Confirmation (March 12, 1863)

George Meade, like all officers in the Union army, was very aware of his rank and where he stood in comparison to other officers in the army. The confirmation he mentions in this letter is his promotion to major general in the volunteers. At the Battle of Fredericksburg Meade had carried his letter from Secretary of War Stanton regarding his promotion in his pocket and he cited his new rank when he ordered David Birney to send troops to support Meade’s Pennsylvania Reserves. Now Congress had finally put its seal on the promotion.

John Fulton Reynolds

John Fulton Reynolds

The Reynolds he mentions is his division commander, Maj. Gen. John Reynolds. Meade and Reynolds had a decent relationship, although one that was sometimes strained by events. For example, after the Battle of Fredericksburg, where Meade felt Reynolds had not given him the necessary support, he wrote to Margaret, “He knows I think he was in some measure responsible for my not being supported on the 13th as he was commanding the corps & had the authority to order up other troops—and it was his business to have seen that I was properly supported, and the advantage that I had gained, secured by promptly advancing reinforcements.” Yet Meade retained his affection for Reynolds. “He is a very good fellow, and I have had much pleasant intercourse with him during the past eighteen months, and considering how closely we have been together and the natural rivalry that might be expected, I think it is saying a good deal for both that we have continued good friends.”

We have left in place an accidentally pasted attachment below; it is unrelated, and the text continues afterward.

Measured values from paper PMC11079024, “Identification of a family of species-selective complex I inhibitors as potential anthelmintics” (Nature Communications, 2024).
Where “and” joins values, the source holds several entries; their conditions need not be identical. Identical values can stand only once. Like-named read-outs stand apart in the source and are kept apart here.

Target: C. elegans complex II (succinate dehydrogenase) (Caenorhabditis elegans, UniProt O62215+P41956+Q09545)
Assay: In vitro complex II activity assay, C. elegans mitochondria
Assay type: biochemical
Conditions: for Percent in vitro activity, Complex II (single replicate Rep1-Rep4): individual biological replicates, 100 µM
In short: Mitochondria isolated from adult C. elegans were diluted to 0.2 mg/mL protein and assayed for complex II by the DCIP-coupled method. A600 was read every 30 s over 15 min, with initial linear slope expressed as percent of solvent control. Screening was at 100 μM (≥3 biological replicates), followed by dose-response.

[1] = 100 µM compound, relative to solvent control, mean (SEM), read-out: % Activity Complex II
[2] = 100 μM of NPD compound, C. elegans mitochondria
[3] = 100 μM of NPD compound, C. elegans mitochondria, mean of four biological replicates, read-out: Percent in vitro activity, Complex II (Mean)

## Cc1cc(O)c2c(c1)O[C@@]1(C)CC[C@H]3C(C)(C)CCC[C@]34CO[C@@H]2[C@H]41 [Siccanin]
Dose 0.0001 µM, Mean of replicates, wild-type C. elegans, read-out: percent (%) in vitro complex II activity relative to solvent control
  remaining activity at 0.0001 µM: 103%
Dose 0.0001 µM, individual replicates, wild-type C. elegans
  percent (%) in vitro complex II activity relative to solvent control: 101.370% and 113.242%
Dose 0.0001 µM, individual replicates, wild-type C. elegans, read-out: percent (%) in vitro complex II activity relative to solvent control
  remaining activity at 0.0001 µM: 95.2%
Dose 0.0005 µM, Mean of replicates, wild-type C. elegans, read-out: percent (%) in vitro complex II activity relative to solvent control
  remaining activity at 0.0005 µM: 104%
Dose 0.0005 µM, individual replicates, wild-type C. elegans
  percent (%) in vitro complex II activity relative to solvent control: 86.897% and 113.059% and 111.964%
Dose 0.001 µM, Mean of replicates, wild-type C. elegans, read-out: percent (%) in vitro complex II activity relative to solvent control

You will see by the papers that we have all been confirmed, with the dates of our appointment.

You have never mentioned Reynolds in your letters. He has been off on ten-days’ leave, and I presumed he would be in Philadelphia. Did you hear of his being there? I have not seen him since his return to ask. I was invited to his headquarters yesterday to dine, it being the anniversary of the organization of the First Corps; and as I had for a time commanded the corps, and also a division in it, I was honored with an invitation. The dinner was given by the staff.

This evening Captain Magaw, of the navy, with his mother, wife and a young lady friend, made their appearance at headquarters, and asked hospitality. He commands the gun-boat flotilla in the Potomac. His wife is quite a sweet, pretty woman, is the daughter of a navy officer, and was born at Pensacola when my sister, Mrs. Dallas, was there, and is named after her and Margaret. The young men on the staff turned out with alacrity and fitted up a tent in which they are quite comfortable.

Meade’s letter taken from The Life and Letters of George Gordon Meade, Major-General United States Army, Vol. 1, (New York: Charles Scribner’s Sons, 1913), p. 357. Available via Google Books.

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